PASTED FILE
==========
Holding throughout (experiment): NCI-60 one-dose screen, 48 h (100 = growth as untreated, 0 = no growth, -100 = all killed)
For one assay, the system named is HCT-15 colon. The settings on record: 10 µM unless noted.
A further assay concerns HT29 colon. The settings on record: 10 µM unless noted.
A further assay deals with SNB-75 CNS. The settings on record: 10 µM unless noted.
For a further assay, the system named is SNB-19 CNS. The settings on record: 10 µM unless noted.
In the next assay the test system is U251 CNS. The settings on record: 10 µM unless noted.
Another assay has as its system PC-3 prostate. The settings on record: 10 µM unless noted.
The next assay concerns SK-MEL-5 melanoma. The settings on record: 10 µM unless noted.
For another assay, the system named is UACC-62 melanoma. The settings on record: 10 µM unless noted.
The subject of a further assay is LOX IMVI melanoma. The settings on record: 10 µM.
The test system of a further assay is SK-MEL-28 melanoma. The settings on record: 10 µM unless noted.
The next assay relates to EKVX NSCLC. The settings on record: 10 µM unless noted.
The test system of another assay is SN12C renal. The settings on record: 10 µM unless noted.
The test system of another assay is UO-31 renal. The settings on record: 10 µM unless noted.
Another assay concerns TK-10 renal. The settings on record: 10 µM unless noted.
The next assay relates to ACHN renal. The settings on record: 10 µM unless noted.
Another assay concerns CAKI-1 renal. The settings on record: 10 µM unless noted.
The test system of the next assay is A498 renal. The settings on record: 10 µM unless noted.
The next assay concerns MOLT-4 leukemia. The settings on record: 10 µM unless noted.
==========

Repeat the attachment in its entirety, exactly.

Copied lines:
Holding throughout (experiment): NCI-60 one-dose screen, 48 h (100 = growth as untreated, 0 = no growth, -100 = all killed)
For one assay, the system named is HCT-15 colon. The settings on record: 10 µM unless noted.
A further assay concerns HT29 colon. The settings on record: 10 µM unless noted.
A further assay deals with SNB-75 CNS. The settings on record: 10 µM unless noted.
For a further assay, the system named is SNB-19 CNS. The settings on record: 10 µM unless noted.
In the next assay the test system is U251 CNS. The settings on record: 10 µM unless noted.
Another assay has as its system PC-3 prostate. The settings on record: 10 µM unless noted.
The next assay concerns SK-MEL-5 melanoma. The settings on record: 10 µM unless noted.
For another assay, the system named is UACC-62 melanoma. The settings on record: 10 µM unless noted.
The subject of a further assay is LOX IMVI melanoma. The settings on record: 10 µM.
The test system of a further assay is SK-MEL-28 melanoma. The settings on record: 10 µM unless noted.
The next assay relates to EKVX NSCLC. The settings on record: 10 µM unless noted.
The test system of another assay is SN12C renal. The settings on record: 10 µM unless noted.
The test system of another assay is UO-31 renal. The settings on record: 10 µM unless noted.
Another assay concerns TK-10 renal. The settings on record: 10 µM unless noted.
The next assay relates to ACHN renal. The settings on record: 10 µM unless noted.
Another assay concerns CAKI-1 renal. The settings on record: 10 µM unless noted.
The test system of the next assay is A498 renal. The settings on record: 10 µM unless noted.
The next assay concerns MOLT-4 leukemia. The settings on record: 10 µM unless noted.